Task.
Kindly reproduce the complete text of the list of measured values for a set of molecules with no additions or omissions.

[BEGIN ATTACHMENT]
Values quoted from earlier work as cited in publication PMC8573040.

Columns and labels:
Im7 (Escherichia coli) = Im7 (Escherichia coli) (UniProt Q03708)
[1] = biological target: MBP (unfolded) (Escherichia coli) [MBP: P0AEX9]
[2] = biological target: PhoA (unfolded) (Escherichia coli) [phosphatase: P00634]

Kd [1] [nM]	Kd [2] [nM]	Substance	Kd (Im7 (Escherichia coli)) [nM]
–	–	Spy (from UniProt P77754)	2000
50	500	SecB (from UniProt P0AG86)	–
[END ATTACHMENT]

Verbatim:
Values quoted from earlier work as cited in publication PMC8573040.

Columns and labels:
Im7 (Escherichia coli) = Im7 (Escherichia coli) (UniProt Q03708)
[1] = biological target: MBP (unfolded) (Escherichia coli) [MBP: P0AEX9]
[2] = biological target: PhoA (unfolded) (Escherichia coli) [phosphatase: P00634]

Kd [1] [nM]	Kd [2] [nM]	Substance	Kd (Im7 (Escherichia coli)) [nM]
–	–	Spy (from UniProt P77754)	2000
50	500	SecB (from UniProt P0AG86)	–